Sorry if I misunderstand your question - but I think the point is that the fact (living organisms look to avoid pain and maximise well-being) doesn't entail the moral judgement that living organisms should or ought to maximise, etc, or that it's morally right to maximise, etc, other organisms etc.

An 'is' (a fact) can never entail and 'ought' (a moral opinion).

Kaz_1983
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Re: Is morality objective or subjective?

Post by Kaz_1983 » July 31st, 2019, 4:44 pm

Peter Holmes wrote:
July 31st, 2019, 4:33 pm
Kaz

Sorry if I misunderstand your question - but I think the point is that the fact (living organisms look to avoid pain and maximise well-being) doesn't entail the moral judgement that living organisms should or ought to maximise, etc, or that it's morally right to maximise, etc, other organisms etc.

An 'is' (a fact) can never entail and 'ought' (a moral opinion).
Yes your right.. it's scientifically objective tho

Peter Holmes
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Re: Is morality objective or subjective?

Post by Peter Holmes » July 31st, 2019, 5:00 pm

Kaz

Trouble is, sometimes some people seek out pain. And what constitutes well-being isn't straightforward anyway. Martyrs glory in a painful death to win eternal well-being in their heaven, for example. Exceptions prove (test) the rule. How about living organisms that sacrifice themselves for their offspring?

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Greta
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Re: Is morality objective or subjective?

Post by Greta » July 31st, 2019, 7:23 pm

Yes Peter, no matter what seemingly objective notion is raised, there are always exceptions. It's easy to enough to "round off" the outliers and declare that majority opinion is objective. That power game has been played for millennia.

For a while I figured that objective good related to growth and entropy. Amusingly, the most derided lines of the old hit song, Macarthur Park, nicely summarises the situation for me:

Someone left the cake out in the rain
And I don't think that I can take it
'Cause it took so long to bake it
And I'll never have that recipe again.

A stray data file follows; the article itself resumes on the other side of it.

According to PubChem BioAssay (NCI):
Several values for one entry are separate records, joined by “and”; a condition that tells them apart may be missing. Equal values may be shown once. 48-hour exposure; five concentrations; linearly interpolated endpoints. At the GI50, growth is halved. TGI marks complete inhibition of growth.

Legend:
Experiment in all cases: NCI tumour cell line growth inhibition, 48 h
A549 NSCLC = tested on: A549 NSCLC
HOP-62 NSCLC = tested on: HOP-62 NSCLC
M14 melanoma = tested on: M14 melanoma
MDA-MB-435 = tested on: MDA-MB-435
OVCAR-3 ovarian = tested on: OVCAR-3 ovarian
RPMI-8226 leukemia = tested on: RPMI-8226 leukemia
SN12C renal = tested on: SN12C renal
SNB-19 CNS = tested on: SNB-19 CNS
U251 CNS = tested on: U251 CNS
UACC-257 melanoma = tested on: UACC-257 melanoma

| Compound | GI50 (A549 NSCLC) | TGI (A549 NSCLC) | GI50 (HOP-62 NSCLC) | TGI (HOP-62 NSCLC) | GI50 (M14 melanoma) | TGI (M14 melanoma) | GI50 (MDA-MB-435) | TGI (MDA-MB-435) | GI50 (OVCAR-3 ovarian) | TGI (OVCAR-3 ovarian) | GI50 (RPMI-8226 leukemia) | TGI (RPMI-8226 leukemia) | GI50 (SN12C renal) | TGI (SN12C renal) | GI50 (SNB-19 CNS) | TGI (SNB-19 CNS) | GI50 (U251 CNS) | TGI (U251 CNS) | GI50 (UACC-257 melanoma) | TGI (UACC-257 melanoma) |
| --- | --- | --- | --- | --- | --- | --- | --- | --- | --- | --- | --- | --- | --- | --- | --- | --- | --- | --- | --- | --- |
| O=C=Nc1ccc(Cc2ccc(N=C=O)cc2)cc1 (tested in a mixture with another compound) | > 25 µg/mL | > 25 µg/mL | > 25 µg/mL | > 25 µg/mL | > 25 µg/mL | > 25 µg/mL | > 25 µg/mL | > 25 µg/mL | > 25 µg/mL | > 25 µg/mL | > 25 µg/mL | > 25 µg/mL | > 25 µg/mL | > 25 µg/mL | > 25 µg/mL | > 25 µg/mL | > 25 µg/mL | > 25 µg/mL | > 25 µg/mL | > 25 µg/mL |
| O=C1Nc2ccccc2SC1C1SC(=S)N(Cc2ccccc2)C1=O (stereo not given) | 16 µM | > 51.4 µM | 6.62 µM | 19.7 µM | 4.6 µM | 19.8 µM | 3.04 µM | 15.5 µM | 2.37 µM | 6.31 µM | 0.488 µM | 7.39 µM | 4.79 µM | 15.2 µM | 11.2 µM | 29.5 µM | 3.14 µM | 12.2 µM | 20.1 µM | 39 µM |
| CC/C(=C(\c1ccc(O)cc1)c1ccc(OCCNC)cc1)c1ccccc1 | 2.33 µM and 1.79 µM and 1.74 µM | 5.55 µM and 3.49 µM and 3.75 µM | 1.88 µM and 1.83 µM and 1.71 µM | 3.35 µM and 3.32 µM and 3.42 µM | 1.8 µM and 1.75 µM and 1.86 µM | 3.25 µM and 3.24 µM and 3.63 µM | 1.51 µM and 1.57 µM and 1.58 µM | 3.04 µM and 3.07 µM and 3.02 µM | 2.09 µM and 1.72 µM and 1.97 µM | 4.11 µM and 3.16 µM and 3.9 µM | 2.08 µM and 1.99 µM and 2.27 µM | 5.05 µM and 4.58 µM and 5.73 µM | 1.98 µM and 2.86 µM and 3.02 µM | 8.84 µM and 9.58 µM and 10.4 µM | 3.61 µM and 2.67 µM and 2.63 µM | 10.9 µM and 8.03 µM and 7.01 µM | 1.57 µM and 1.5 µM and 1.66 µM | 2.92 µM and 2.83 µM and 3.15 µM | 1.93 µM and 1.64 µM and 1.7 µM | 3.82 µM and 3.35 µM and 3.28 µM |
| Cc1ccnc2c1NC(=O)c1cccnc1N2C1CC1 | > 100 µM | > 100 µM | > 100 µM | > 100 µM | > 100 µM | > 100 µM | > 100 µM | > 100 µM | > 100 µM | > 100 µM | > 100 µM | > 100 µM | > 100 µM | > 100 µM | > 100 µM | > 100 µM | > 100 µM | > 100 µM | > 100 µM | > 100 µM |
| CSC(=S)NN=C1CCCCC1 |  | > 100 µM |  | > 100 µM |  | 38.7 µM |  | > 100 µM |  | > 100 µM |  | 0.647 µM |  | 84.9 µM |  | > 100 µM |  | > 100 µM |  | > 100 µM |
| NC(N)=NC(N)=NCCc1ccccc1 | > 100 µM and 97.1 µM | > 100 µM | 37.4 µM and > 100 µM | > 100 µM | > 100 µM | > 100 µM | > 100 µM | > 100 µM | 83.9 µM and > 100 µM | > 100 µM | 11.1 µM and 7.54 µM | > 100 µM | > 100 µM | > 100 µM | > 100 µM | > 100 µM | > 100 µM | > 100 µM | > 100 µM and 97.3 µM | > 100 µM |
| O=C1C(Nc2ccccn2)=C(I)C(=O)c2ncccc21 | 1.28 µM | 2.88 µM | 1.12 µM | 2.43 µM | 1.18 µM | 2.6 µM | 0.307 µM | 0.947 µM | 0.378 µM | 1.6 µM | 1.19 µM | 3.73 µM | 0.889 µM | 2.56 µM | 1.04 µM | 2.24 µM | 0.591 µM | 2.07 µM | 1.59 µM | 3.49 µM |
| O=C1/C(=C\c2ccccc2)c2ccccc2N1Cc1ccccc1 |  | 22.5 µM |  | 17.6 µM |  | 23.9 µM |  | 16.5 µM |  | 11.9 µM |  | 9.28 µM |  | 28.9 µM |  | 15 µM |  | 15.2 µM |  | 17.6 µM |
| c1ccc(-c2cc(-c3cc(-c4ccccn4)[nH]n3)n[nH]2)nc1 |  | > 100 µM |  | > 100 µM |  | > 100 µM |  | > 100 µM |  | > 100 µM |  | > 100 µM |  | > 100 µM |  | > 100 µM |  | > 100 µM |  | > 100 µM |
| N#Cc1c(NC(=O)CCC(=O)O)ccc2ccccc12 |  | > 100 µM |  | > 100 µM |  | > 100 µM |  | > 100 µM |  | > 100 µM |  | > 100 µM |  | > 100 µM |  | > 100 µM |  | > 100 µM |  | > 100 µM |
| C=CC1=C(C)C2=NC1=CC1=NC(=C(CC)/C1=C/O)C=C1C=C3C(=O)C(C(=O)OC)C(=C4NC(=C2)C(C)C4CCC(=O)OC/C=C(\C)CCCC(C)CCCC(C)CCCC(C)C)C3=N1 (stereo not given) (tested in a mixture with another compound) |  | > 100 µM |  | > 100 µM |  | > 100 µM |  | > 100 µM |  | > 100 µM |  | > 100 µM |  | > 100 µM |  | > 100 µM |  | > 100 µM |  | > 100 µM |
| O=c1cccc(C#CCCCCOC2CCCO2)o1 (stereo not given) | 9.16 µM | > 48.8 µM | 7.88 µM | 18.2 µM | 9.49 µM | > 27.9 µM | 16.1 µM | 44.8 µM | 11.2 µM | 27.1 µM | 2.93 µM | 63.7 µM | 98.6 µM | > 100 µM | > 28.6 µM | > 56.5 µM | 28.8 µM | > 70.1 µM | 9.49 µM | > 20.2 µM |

Oh nooooooooooooooooo
:)

We are looking at how difficult it is for something or someone to exist and persist. Who cares about the welfare of building rubble?

It's a matter of uniqueness and replaceability and influence, which is why killing is usually considered an objective wrong ...

no, the killing of a human ...
no, killing a human outside of war ...
no, killing a human outside of war or a siege situation or capital punishment (where there are varying opinions) ...
or killing of someone's pet ...
or another intelligent animal capable of suffering ...
and then there's the debate about whether non-viable foetuses are fully human ...
which raises the question of "what makes us human" ...
but if we say "reason", then we exclude infants, young children and some with severe mental illness or retardation ...
but these days there's too many people anyway ...
and what constitutes "killing"? Understaffing in hospitals leading to worker fatigue and fatal mistakes?

So we humans do what we always do, knowing that absolute precision is impractical, we round off the outliers and act as if they don't exist.

Peter Holmes
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Re: Is morality objective or subjective?

Post by Peter Holmes » August 1st, 2019, 7:01 am

Thanks, Greta.

As I've been arguing, I think the expression 'objective wrong' is the mistake, because what we count as right and wrong can only be a matter of opinion, and 'objective' means 'independent of opinion'. But I agree about the danger of claiming moral objectivity.